Kate Armstrong, Outreach and Programs for the Fab City Foundation, Source: Fab City Foundation

Kate Armstrong: Local governments are key to enabling communities to develop productive, connected cities

Kate Armstrong: Local governments are key to enabling communities to develop productive, connected cities

Interview with Outreach and Programs Coordinator for Fab City Foundation

Fab City is a global initiative to help cities produce their own goods and services. Facilitated by the Fab City Foundation, a global network of 38 cities that exchange knowledge and share common digital resources to accelerate local solutions for circular and productive systems. A collective of experts help mentor and advise the cities in annual programming by focusing on energy, food and materials.

Kate Armstrong leads Outreach and Programs at the Management Board of the Fab City Foundation, and in her capacity as Design and Communications Lead at Fab Lab Barcelona, is аlso a coordinator of the Creative Europe-funded Distributed Design platform. She additionally oversees the communication and dissemination in multiple European projects for systemic and city design.

Ms Armstrong, could you tell us more about the idea behind the Fab City Global Initiative and how it began?

Fab City aims to take a systems design approach to recalibrate our global production and consumption systems. It supports the local supply and production of food, energy and materials in cities and their bioregions through bottom-up, top-down methodologies.

It started in 2014, when the then mayor of Barcelona challenged cities to produce everything they consume by 2054 to shift beyond the industrial paradigm of Product-in Trash-out, and enable the return of manufacture to cities supported by a Data-in Data-out urban model.

Building on the global network of Fab Labs, this has since grown into a global initiative, which comprises a Network of 38 cities, a core Collective and is governed by a foundation. We are working to make locally productive, globally connected cities and citizens.

Fab City wants cities to be self-sufficient by 2054, how do you plan to achieve that?

Fab City is driven by the potential of bottom-up, top-down action. We visualise this through the Fab City Strata. A strategic model, it identifies seven distinct, but interconnected layers of intervention that together can implement situated, circular practices in cities and territories, whilst enabling connectivity at distance via digital networks and collaboration platforms.

The cities in our network are each focused on implementing this multiscale approach through different focuses, such as sustainable tourism and cultural heritage; education and school-to-work pipelines; or local food systems and climate mitigation practices.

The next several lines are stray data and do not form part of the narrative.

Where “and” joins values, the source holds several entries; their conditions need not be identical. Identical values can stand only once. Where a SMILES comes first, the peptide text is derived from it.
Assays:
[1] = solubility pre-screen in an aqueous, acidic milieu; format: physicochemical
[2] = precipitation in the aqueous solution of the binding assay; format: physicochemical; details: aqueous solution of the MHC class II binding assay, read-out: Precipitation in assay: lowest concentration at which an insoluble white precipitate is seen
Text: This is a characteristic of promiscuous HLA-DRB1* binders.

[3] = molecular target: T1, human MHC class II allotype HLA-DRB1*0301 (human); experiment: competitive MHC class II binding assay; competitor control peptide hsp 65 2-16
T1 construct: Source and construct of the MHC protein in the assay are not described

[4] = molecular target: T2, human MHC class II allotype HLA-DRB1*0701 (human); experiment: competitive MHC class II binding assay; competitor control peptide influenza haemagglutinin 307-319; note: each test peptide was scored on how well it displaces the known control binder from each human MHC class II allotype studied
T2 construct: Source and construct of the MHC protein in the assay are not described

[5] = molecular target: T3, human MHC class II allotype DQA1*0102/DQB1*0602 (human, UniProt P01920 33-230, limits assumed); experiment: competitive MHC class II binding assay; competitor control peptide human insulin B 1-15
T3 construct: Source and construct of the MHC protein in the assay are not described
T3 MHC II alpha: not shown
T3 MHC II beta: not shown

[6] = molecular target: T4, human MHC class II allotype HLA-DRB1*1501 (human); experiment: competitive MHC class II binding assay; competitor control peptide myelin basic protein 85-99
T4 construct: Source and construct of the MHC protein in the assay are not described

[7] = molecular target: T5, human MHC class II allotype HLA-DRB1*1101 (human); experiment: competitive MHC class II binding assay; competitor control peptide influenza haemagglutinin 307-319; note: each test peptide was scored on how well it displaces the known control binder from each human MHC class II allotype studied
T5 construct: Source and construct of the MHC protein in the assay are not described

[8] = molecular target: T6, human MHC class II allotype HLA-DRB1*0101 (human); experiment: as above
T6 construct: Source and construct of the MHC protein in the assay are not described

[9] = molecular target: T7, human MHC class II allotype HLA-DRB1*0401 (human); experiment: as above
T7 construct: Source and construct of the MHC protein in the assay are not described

Currently, 38 cities are taking part in the Global Initiative. Please tell us, how important is the role of local governments in the project?

Local governments are key to enabling communities to develop productive, connected cities. We work in a top-down, bottom-up approach that ensures that cities engage multiple, diverse stakeholders to work together and implement transformative change. This includes local government representatives, who are key to navigating the local context and providing potential solutions from a local policy-level.

Have you considered attracting more partners to your mission? How can willing cities join the project?

Fab City network invites new cities to join each year. Interested cities can start a dialogue with the Fab City team to start brainstorming potential local strategies, stakeholders and supporters at any time of the year. This leads cities to the Fab City Pledge which happens at the annual summit in summer each year.

The Pledge is taken by new cities to commit to work towards local productivity with our globally connected network. To be able to join the network, cities must form a local consortium with representation from the Mayor, the community, and a Fab Lab, makerspace and/or third space. Any city, region or settlement may start the process.

New cities join the Network at the Fab City Summit Amsterdam 2019. Image credit: Marcel Rodriguez - Fab Lab BarcelonaNew cities joining the Network at the Fab City Summit Amsterdam 2019.
Source: Marcel Rodriguez - Fab Lab Barcelona

You have proposed the so-called Fab City Prototypes to the European Commission. Could you tell us more about them?

The concept of the Fab City prototype currently informs part of the research approach of the recently established CENTRINNO project which receives funding under the H2020 program of the European Union.

In this specific example, the bottom-up, top-down full stack methodology of Fab City and the concept of Fab City Hubs - a ‘third space’ for community innovation - are being tested in historic industrial areas of nine pilot cities across Europe. These areas are to act as prototypes for action research that will explore their transformation into productive, socially inclusive centres of community innovation.

The Fab City prototype developed in Amsterdam for the Fab City Summit 2016. Image Credit © Jitske Schols - FabCity Summit 2016The Fab City prototype developed in Amsterdam for the Fab City Summit 2016.
Source: Jitske Schols - FabCity Summit 2016

What are Fab City’s short term plans (or next steps)?

Fab City Foundation will co-host the Fab City Summit with the City of Montreal in August 2021 where we will welcome new cities to the network. This year will also see the Fab City Foundation collaborate in a project led by Fab City Hamburg to develop a digital infrastructure for Fab Cities, Regions and Nations.

The project proposes to interface different existing technological solutions into a coherent software stack, to form a digital infrastructure which can share common data amongst Fab City actors at distance.



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